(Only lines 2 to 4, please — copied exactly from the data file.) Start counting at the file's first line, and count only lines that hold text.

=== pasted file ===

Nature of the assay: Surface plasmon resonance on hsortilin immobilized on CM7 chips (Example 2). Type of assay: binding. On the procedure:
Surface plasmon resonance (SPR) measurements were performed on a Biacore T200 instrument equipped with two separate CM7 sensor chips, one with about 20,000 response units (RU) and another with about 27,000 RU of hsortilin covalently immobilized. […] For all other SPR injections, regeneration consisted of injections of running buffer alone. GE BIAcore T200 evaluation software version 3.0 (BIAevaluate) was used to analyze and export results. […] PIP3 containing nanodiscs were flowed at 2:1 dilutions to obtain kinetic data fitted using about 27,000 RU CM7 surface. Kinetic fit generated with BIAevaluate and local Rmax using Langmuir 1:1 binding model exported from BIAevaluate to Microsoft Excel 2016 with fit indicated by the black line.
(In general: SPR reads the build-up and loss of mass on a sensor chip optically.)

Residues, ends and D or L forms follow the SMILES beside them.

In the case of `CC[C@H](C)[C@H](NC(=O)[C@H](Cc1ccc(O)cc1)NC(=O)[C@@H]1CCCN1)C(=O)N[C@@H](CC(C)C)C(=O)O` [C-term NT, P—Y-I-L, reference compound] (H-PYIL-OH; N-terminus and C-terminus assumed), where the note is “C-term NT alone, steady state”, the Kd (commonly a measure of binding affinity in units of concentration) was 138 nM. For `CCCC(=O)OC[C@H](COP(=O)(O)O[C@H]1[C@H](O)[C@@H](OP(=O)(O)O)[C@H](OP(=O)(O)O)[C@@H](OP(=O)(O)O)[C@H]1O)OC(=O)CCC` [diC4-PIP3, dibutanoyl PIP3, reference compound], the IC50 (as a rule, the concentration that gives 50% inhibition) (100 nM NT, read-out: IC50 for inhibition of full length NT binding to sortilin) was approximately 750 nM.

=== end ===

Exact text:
Surface plasmon resonance (SPR) measurements were performed on a Biacore T200 instrument equipped with two separate CM7 sensor chips, one with about 20,000 response units (RU) and another with about 27,000 RU of hsortilin covalently immobilized. […] For all other SPR injections, regeneration consisted of injections of running buffer alone. GE BIAcore T200 evaluation software version 3.0 (BIAevaluate) was used to analyze and export results. […] PIP3 containing nanodiscs were flowed at 2:1 dilutions to obtain kinetic data fitted using about 27,000 RU CM7 surface. Kinetic fit generated with BIAevaluate and local Rmax using Langmuir 1:1 binding model exported from BIAevaluate to Microsoft Excel 2016 with fit indicated by the black line.
(In general: SPR reads the build-up and loss of mass on a sensor chip optically.)

Residues, ends and D or L forms follow the SMILES beside them.